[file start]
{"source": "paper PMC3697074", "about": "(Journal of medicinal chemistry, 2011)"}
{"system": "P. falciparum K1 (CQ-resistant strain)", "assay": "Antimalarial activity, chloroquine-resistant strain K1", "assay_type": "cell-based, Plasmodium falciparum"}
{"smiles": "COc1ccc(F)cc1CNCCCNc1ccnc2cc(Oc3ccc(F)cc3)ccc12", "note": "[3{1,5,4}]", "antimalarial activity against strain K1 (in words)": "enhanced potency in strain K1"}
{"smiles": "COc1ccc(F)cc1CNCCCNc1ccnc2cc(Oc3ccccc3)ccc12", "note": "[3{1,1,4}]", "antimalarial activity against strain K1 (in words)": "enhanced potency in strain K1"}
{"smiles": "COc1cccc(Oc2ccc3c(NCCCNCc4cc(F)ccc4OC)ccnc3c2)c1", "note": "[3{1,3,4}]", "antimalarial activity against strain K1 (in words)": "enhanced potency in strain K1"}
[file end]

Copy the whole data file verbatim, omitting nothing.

{"source": "paper PMC3697074", "about": "(Journal of medicinal chemistry, 2011)"}
{"system": "P. falciparum K1 (CQ-resistant strain)", "assay": "Antimalarial activity, chloroquine-resistant strain K1", "assay_type": "cell-based, Plasmodium falciparum"}
{"smiles": "COc1ccc(F)cc1CNCCCNc1ccnc2cc(Oc3ccc(F)cc3)ccc12", "note": "[3{1,5,4}]", "antimalarial activity against strain K1 (in words)": "enhanced potency in strain K1"}
{"smiles": "COc1ccc(F)cc1CNCCCNc1ccnc2cc(Oc3ccccc3)ccc12", "note": "[3{1,1,4}]", "antimalarial activity against strain K1 (in words)": "enhanced potency in strain K1"}
{"smiles": "COc1cccc(Oc2ccc3c(NCCCNCc4cc(F)ccc4OC)ccnc3c2)c1", "note": "[3{1,3,4}]", "antimalarial activity against strain K1 (in words)": "enhanced potency in strain K1"}